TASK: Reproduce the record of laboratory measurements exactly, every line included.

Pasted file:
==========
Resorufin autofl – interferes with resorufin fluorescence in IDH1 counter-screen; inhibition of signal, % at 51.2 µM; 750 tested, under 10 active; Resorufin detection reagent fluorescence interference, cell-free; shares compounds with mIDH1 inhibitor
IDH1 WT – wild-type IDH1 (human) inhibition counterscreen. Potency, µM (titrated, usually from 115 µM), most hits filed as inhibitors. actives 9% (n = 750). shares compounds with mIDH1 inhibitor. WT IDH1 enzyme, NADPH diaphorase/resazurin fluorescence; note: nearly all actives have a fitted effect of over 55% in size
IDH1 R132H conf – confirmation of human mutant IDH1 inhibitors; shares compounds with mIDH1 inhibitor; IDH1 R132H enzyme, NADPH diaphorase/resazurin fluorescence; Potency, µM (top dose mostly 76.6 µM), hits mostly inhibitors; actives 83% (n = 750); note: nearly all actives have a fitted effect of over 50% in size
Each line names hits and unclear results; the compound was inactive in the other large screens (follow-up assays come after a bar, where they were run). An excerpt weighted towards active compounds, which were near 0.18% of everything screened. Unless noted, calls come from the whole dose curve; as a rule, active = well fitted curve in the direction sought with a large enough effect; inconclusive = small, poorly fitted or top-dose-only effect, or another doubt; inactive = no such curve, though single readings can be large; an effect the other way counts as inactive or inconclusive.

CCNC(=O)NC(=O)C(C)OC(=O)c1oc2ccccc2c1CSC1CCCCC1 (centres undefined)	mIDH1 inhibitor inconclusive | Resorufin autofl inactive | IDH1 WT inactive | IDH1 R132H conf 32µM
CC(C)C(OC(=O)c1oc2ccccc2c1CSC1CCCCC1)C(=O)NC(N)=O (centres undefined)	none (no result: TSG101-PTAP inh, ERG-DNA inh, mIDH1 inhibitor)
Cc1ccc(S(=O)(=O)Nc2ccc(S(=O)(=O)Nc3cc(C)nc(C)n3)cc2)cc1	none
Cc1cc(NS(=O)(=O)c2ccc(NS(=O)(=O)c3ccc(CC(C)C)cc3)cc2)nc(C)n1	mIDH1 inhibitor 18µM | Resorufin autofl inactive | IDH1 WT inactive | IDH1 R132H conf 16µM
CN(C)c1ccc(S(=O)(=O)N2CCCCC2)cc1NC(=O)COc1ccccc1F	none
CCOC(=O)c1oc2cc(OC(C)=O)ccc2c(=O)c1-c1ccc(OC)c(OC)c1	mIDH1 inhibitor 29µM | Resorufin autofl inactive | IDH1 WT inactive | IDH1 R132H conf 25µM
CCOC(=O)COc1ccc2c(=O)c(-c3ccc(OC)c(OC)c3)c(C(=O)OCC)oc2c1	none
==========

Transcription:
Resorufin autofl – interferes with resorufin fluorescence in IDH1 counter-screen; inhibition of signal, % at 51.2 µM; 750 tested, under 10 active; Resorufin detection reagent fluorescence interference, cell-free; shares compounds with mIDH1 inhibitor
IDH1 WT – wild-type IDH1 (human) inhibition counterscreen. Potency, µM (titrated, usually from 115 µM), most hits filed as inhibitors. actives 9% (n = 750). shares compounds with mIDH1 inhibitor. WT IDH1 enzyme, NADPH diaphorase/resazurin fluorescence; note: nearly all actives have a fitted effect of over 55% in size
IDH1 R132H conf – confirmation of human mutant IDH1 inhibitors; shares compounds with mIDH1 inhibitor; IDH1 R132H enzyme, NADPH diaphorase/resazurin fluorescence; Potency, µM (top dose mostly 76.6 µM), hits mostly inhibitors; actives 83% (n = 750); note: nearly all actives have a fitted effect of over 50% in size
Each line names hits and unclear results; the compound was inactive in the other large screens (follow-up assays come after a bar, where they were run). An excerpt weighted towards active compounds, which were near 0.18% of everything screened. Unless noted, calls come from the whole dose curve; as a rule, active = well fitted curve in the direction sought with a large enough effect; inconclusive = small, poorly fitted or top-dose-only effect, or another doubt; inactive = no such curve, though single readings can be large; an effect the other way counts as inactive or inconclusive.

CCNC(=O)NC(=O)C(C)OC(=O)c1oc2ccccc2c1CSC1CCCCC1 (centres undefined)	mIDH1 inhibitor inconclusive | Resorufin autofl inactive | IDH1 WT inactive | IDH1 R132H conf 32µM
CC(C)C(OC(=O)c1oc2ccccc2c1CSC1CCCCC1)C(=O)NC(N)=O (centres undefined)	none (no result: TSG101-PTAP inh, ERG-DNA inh, mIDH1 inhibitor)
Cc1ccc(S(=O)(=O)Nc2ccc(S(=O)(=O)Nc3cc(C)nc(C)n3)cc2)cc1	none
Cc1cc(NS(=O)(=O)c2ccc(NS(=O)(=O)c3ccc(CC(C)C)cc3)cc2)nc(C)n1	mIDH1 inhibitor 18µM | Resorufin autofl inactive | IDH1 WT inactive | IDH1 R132H conf 16µM
CN(C)c1ccc(S(=O)(=O)N2CCCCC2)cc1NC(=O)COc1ccccc1F	none
CCOC(=O)c1oc2cc(OC(C)=O)ccc2c(=O)c1-c1ccc(OC)c(OC)c1	mIDH1 inhibitor 29µM | Resorufin autofl inactive | IDH1 WT inactive | IDH1 R132H conf 25µM
CCOC(=O)COc1ccc2c(=O)c(-c3ccc(OC)c(OC)c3)c(C(=O)OCC)oc2c1	none